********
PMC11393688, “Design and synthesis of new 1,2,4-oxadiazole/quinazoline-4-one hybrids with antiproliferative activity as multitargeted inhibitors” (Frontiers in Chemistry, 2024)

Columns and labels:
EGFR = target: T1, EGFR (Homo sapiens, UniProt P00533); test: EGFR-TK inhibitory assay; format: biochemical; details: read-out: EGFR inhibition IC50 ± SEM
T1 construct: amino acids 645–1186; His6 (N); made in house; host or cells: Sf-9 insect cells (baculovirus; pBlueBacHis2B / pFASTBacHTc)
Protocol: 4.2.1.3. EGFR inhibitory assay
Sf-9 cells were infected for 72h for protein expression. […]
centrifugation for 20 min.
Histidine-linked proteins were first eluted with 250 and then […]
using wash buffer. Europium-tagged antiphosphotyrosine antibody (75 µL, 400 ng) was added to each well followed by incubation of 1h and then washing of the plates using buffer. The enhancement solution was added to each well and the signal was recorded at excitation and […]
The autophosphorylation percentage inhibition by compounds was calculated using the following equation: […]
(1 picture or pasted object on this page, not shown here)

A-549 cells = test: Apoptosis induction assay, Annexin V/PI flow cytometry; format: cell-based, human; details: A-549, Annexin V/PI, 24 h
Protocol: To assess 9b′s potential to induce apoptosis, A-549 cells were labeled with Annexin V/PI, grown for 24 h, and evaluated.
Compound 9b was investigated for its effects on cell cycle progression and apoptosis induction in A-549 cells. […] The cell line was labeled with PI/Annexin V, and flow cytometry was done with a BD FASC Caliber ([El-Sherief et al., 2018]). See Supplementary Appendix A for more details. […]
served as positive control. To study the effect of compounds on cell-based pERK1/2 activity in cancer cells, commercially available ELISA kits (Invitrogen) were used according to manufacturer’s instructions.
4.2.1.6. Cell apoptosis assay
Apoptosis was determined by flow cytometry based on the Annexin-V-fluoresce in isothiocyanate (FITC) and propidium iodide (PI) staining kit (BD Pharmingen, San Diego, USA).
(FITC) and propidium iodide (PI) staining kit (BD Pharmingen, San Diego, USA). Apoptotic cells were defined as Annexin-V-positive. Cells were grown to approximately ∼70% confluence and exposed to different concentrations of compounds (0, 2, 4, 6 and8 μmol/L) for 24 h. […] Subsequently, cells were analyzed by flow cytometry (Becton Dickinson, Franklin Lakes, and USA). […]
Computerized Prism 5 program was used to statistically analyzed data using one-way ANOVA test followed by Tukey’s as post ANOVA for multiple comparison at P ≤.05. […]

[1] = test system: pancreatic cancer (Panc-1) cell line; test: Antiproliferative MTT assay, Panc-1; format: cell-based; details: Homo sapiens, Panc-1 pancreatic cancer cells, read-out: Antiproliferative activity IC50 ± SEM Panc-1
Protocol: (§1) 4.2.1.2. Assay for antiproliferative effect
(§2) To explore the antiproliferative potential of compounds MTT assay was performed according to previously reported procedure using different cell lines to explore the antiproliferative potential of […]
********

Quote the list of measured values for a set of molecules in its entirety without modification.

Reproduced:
PMC11393688, “Design and synthesis of new 1,2,4-oxadiazole/quinazoline-4-one hybrids with antiproliferative activity as multitargeted inhibitors” (Frontiers in Chemistry, 2024)

Columns and labels:
EGFR = target: T1, EGFR (Homo sapiens, UniProt P00533); test: EGFR-TK inhibitory assay; format: biochemical; details: read-out: EGFR inhibition IC50 ± SEM
T1 construct: amino acids 645–1186; His6 (N); made in house; host or cells: Sf-9 insect cells (baculovirus; pBlueBacHis2B / pFASTBacHTc)
Protocol: 4.2.1.3. EGFR inhibitory assay
Sf-9 cells were infected for 72h for protein expression. […]
centrifugation for 20 min.
Histidine-linked proteins were first eluted with 250 and then […]
using wash buffer. Europium-tagged antiphosphotyrosine antibody (75 µL, 400 ng) was added to each well followed by incubation of 1h and then washing of the plates using buffer. The enhancement solution was added to each well and the signal was recorded at excitation and […]
The autophosphorylation percentage inhibition by compounds was calculated using the following equation: […]
(1 picture or pasted object on this page, not shown here)

A-549 cells = test: Apoptosis induction assay, Annexin V/PI flow cytometry; format: cell-based, human; details: A-549, Annexin V/PI, 24 h
Protocol: To assess 9b′s potential to induce apoptosis, A-549 cells were labeled with Annexin V/PI, grown for 24 h, and evaluated.
Compound 9b was investigated for its effects on cell cycle progression and apoptosis induction in A-549 cells. […] The cell line was labeled with PI/Annexin V, and flow cytometry was done with a BD FASC Caliber ([El-Sherief et al., 2018]). See Supplementary Appendix A for more details. […]
served as positive control. To study the effect of compounds on cell-based pERK1/2 activity in cancer cells, commercially available ELISA kits (Invitrogen) were used according to manufacturer’s instructions.
4.2.1.6. Cell apoptosis assay
Apoptosis was determined by flow cytometry based on the Annexin-V-fluoresce in isothiocyanate (FITC) and propidium iodide (PI) staining kit (BD Pharmingen, San Diego, USA).
(FITC) and propidium iodide (PI) staining kit (BD Pharmingen, San Diego, USA). Apoptotic cells were defined as Annexin-V-positive. Cells were grown to approximately ∼70% confluence and exposed to different concentrations of compounds (0, 2, 4, 6 and8 μmol/L) for 24 h. […] Subsequently, cells were analyzed by flow cytometry (Becton Dickinson, Franklin Lakes, and USA). […]
Computerized Prism 5 program was used to statistically analyzed data using one-way ANOVA test followed by Tukey’s as post ANOVA for multiple comparison at P ≤.05. […]

[1] = test system: pancreatic cancer (Panc-1) cell line; test: Antiproliferative MTT assay, Panc-1; format: cell-based; details: Homo sapiens, Panc-1 pancreatic cancer cells, read-out: Antiproliferative activity IC50 ± SEM Panc-1
Protocol: (§1) 4.2.1.2. Assay for antiproliferative effect
(§2) To explore the antiproliferative potential of compounds MTT assay was performed according to previously reported procedure using different cell lines to explore the antiproliferative potential of […]